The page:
By BILL HARRIS
Special to The Lede
There’s good medicine everywhere on the busy and buzzing Montreal set of TRANSPLANT, an exciting new medical drama coming to CTV in 2020. The series stars Hamza Haq as Dr. Bashir “Bash” Hamed, a Syrian doctor with battle-tested skills who is forging a new life in Canada, both professionally and personally.
But just how “battle-tested” are the six main cast members when it comes to blood, and needles, and all that gory medical stuff in real life?
Hamza Haq (Dr. Bashir “Bash” Hamed): “I'm not squeamish at all, not even a little bit. I mean, back when they used to have that show FEAR FACTOR, there might have been a couple of things with bugs. But as far as these medical things, no. I follow some great medical feeds on Instagram where people show surgeries. Growing up watching so many Jean-Claude Van Damme movies, you get desensitized to seeing protruding bones.”
John Hannah (Dr. Jed Bishop): “I haven't had any dodgy turns on this yet, but I have a bit of a history of fainting that I may not have told the producers about. I actually fainted watching the opening sequence of Pet Sematary - not the new one, the old one. There was a crash right at the beginning. I was with my girlfriend, who is now my wife, and my flatmate at the time. And I went right to the bathroom and fainted! I got very dizzy and almost banged my head on the toilet when I went down. I laid there and I thought, 'They'll be in here in a minute to get me' … and ... nothing. I was like, 'What the hell, guys?' Nobody got worried, nobody noticed, they were quite wrapped up in the movie. And I had another fainting thing on a TV show that I did, it was a night shoot, so it was dark, we jumped out of the back of a truck, we were robbing a bank, and I fell because the ground was wet and I cut my hand. I got up and finished the take - professional actor, of course - but then right afterward, when I actually could see my hand, I'm still holding this gun, there was blood all over it, and, well, I had another funny turn there.”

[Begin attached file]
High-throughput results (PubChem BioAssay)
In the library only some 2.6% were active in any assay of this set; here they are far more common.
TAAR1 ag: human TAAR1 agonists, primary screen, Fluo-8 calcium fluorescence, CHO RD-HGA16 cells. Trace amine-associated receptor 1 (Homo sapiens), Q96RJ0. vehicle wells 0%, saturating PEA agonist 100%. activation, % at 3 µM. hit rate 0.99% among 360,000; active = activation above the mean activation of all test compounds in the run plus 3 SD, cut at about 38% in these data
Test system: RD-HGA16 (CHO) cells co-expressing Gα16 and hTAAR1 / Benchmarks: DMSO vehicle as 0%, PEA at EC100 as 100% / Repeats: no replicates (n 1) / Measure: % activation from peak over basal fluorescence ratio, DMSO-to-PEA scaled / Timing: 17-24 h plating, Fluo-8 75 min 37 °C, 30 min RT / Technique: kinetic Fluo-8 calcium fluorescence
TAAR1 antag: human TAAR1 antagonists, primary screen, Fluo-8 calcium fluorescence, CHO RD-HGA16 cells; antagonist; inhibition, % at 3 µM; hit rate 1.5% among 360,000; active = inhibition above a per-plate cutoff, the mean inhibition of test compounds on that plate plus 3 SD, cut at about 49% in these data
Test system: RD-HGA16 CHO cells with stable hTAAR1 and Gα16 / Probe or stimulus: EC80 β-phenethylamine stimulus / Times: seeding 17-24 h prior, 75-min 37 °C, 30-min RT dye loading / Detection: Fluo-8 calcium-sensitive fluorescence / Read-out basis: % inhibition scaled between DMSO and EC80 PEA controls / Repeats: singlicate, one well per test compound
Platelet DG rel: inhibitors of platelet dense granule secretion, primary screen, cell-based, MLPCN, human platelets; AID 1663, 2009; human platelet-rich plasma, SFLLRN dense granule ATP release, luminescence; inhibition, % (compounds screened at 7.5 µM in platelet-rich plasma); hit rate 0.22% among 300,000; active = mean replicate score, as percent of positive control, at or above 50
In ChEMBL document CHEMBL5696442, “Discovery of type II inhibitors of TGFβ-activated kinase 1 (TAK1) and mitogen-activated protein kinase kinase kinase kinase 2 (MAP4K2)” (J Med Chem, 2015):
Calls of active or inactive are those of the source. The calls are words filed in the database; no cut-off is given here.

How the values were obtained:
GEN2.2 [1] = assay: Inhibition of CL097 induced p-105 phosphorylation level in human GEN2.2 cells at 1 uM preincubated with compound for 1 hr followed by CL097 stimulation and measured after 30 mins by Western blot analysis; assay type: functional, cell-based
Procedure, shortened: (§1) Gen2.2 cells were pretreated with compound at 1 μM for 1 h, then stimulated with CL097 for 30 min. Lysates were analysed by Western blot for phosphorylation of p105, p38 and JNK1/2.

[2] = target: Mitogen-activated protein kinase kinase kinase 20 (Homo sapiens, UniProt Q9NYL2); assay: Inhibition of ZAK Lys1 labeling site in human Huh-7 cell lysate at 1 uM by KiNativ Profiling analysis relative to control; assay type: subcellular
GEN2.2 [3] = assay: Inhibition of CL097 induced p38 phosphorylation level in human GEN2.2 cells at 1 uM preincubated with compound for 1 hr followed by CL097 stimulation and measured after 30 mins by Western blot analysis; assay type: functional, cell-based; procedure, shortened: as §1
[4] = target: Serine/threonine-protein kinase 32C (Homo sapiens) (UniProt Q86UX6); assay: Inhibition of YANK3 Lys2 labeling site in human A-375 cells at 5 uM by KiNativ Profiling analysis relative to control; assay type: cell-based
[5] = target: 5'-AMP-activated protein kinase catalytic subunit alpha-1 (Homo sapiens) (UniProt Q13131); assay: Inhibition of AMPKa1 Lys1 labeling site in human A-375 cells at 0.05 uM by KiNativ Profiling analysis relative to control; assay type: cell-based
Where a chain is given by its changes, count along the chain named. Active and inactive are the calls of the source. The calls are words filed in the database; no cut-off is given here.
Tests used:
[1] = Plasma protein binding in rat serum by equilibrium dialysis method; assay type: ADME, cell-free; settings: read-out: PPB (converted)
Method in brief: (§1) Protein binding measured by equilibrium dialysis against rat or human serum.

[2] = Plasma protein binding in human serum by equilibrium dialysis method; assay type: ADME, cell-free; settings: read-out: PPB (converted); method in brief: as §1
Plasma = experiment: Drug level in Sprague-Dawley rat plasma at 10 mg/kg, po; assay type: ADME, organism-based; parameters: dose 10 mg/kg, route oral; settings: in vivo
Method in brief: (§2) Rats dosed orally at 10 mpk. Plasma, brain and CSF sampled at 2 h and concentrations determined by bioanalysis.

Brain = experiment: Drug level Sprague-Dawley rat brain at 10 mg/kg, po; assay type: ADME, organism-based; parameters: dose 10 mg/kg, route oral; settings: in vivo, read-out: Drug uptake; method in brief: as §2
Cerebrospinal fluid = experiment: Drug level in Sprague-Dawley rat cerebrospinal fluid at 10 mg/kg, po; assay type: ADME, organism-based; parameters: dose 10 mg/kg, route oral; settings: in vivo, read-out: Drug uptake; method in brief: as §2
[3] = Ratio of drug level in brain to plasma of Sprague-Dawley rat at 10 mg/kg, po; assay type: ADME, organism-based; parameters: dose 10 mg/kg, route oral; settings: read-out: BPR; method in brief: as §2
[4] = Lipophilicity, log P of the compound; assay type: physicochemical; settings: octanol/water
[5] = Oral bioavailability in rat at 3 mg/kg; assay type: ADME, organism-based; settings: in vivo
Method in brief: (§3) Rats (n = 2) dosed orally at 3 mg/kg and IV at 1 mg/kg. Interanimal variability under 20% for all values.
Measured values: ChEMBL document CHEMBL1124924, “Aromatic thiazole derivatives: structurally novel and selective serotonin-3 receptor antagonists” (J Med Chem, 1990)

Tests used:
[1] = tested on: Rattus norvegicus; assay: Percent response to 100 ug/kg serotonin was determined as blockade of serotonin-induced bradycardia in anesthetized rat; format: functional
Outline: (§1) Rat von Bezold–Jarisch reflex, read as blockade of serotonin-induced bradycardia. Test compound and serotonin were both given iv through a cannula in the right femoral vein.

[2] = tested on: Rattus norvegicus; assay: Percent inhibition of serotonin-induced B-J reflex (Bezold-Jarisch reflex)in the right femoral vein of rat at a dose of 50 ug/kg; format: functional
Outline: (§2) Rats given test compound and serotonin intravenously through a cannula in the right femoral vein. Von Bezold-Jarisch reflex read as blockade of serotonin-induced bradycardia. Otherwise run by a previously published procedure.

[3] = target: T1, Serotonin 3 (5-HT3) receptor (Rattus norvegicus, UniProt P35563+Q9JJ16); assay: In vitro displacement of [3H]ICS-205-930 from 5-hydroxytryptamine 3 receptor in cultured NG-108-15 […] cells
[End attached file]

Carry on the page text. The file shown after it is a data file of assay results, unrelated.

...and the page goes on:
Laurence Leboeuf (Dr. Magalie “Mags” Leblanc): “Uh, not good. In real life, especially with blood stuff, I really have to talk to myself and reason it out. I have to lie down, I can't look at it, I try to find tricks to deal with it. And watching things on screen, I'm not good with that either, any of the stuff that's inside the body, no, can't take it. But it's funny, for me doing it seems easier than watching it. When I'm acting, I get into a certain mode or something, I can focus, and I'm not cringing as much when I'm the one actually doing it. Now, I could never do it for real, I'm only talking about doing it when it's fake. And even then, if I stop to think about it, then it gets to me. But it's not quite the same feeling.”
Jim Watson (Dr. Theo Hunter): “In general my hypochondria has gone through the roof, if we're going to be honest. My general fear of everything has skyrocketed because of this show. The hardest part is being around the actual medical instruments and just desensitizing myself to it, as someone who has ardently avoided hospitals throughout his life."
Tori Higginson (Nurse Claire Malone): “I find with the stuff we're doing here, we'll be working on an actor who's playing a patient, and we will have to be very cautious and careful as far as putting pretend needles in them, and pretending to do heart compressions. When you're doing a heart compression on a real actor, you can't put too much pressure on there, because you could hurt their rib cage, so all of a sudden it becomes a real core workout - I've discovered that nurses are very strong! But then with the extraordinary prosthetics they've created here, when the prosthetic gets put in, and the camera's looking right at the prosthetic, I find I'm not creeped out by that … as long as I know it's the prosthetic.”
Ayisha Issa (Dr. June Curtis): “Did someone tell you about this, is that why you're asking me? No? Okay, I'll tell you. I have a massive phobia of needles, to the point where I avoid anything that requires a blood test. I'm that person who completely avoids the hospital, if people I know are sick, I cannot go visit them. It's really intensely uncomfortable and anxiety-provoking for me. So this show actually has been a fantastic opportunity, because it's a form of exposure therapy. But funny enough, I'm the only person who keeps getting the gigantic needle scenes! Gigantic! I asked them the other day if they were just messing with me, and they assured me it's completely by fluke, but I don't know.”